How To Implement A Warehouse Management System

Posted by Jason Tindley on 02-Feb-2017 11:50:00

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After reading our previous article, on the 'benefits of a warehouse management system', you may have begun to consider the improvements a WMS can make in your warehouse and supply chain. But what about implementing the system? Implementing such a wide ranging and important system as a WMS comes with its fair share of risk, if it is not properly planned. At many different points, something can go wrong that risks derailing or delaying the process, costing you money and lost productivity.

Before you consider implementing your new WMS, or even before you start shopping around seriously, it helps to have a draft implementation roadmap in place so that all the stakeholders in your business can go into the process with confidence.

Below you will find our suggested five point roadmap. This isn’t an implementation blueprint – for this you will need a bespoke plan tailored to the needs of your company – but we hope it provides questions that allow you to give full consideration to what is involved.

1) What Sort Of WMS Will You Be Implementing?

The term ‘Warehouse Management System’ does not describe a single type of software. Implementation will therefore vary based on the type of WMS you choose. For instance, you may be considering a stand-alone WMS that interacts with, but does not replace your current business systems. Or, if you already use an ERP, you may be able to implement a WMS module from your current provider.

Before deciding what system works best for you, it is helpful to conduct a business review; analysing your current warehouse processes, resourcing and costs, to see where improvements can be made. These set the criteria for what you need the WMS to perform. From here you can take a look at off-the-shelf and bespoke options to see what best suits your requirements. Most warehouse management systems  can be customised prior to implementation, so understand what you want and don’t compromise on core functions in so far as your budget allows.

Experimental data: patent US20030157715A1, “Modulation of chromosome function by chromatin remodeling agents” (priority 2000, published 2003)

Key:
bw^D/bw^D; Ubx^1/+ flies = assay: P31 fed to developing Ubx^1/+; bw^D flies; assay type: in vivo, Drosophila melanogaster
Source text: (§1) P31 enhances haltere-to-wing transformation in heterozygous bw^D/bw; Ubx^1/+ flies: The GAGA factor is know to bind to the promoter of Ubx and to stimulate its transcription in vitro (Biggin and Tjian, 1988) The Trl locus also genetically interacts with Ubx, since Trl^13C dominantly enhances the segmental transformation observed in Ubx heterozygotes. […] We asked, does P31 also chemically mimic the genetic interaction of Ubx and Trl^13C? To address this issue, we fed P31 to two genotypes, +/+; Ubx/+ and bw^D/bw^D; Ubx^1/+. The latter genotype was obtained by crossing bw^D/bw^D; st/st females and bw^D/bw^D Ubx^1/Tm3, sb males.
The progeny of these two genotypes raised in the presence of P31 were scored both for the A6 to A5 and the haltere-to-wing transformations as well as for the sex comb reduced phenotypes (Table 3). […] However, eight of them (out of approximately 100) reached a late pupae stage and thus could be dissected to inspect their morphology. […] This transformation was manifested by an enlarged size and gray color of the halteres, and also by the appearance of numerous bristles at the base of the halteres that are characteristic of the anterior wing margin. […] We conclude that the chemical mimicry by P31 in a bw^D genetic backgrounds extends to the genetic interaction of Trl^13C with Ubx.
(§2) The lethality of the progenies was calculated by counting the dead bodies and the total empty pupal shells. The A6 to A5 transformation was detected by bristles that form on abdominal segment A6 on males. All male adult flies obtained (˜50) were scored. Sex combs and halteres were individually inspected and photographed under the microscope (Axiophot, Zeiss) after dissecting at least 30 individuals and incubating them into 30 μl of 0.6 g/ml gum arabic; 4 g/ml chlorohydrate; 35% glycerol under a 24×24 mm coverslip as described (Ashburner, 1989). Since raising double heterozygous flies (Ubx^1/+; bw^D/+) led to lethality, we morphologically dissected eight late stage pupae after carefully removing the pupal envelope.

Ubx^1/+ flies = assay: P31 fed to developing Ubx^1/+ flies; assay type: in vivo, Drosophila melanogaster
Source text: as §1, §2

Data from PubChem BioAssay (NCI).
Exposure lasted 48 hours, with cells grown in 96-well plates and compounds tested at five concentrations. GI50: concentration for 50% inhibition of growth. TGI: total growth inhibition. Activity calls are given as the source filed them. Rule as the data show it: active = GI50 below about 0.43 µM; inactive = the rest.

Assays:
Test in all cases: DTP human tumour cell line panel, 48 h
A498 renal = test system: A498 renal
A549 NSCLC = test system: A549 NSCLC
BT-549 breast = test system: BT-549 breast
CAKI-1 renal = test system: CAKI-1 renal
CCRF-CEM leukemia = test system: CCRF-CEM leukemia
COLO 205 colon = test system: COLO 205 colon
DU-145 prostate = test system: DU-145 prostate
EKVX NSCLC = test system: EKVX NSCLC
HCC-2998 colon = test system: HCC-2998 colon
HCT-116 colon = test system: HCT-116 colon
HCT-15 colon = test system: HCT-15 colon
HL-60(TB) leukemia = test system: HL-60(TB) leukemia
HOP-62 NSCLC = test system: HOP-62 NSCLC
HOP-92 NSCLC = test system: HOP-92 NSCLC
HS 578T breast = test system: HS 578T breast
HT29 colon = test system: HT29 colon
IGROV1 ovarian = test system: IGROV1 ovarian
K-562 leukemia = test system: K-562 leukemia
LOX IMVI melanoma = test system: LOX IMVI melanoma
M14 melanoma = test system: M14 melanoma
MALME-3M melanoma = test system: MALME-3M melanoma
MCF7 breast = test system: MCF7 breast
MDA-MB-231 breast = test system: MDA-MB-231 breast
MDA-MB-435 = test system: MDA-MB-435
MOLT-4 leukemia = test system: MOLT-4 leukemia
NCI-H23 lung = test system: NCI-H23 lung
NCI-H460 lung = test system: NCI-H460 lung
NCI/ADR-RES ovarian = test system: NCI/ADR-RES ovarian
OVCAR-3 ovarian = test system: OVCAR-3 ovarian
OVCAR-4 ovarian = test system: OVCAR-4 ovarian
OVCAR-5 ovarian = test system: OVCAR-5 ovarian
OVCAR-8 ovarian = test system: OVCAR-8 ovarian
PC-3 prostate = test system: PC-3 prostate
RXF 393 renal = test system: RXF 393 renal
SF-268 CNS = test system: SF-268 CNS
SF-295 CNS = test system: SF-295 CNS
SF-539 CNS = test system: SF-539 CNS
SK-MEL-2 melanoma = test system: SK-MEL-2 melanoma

A different project plan will be required for each different system, the goal being to minimise disruption during implementation and ensure you can continue to receive, store and dispatch goods from your warehouse while the system is being installed.

2) Setting Expectations: Who Needs To Be Involved?

A WMS will mean different things to different stakeholders within the business. Set expectations to determine what each group expects from the WMS and use this to plan what you need to do to ensure their needs are met. This ensures stakeholder buy in – if people in the company are unsure of what the WMS will do, or are not committed to the process, then it can really hold up implementation.

Most warehouse-operating businesses have four groups of stakeholders that need consideration when implementing a WMS:

  • Warehouse operatives: want the WMS to make their work easier and help them avoid errors. They also need reassurance that the WMS will not add to their workload (e.g. through extra admin) or put their jobs at risk.
  • Warehouse managers and supervisors: have a lot to do with their time, so need a user-friendly system that is good at streamlining inefficient processes and ironing out bad practices.
  • The IT manager who will have to ensure that it communicates efficiently with the other systems and that the correct integration and signals between them are correct.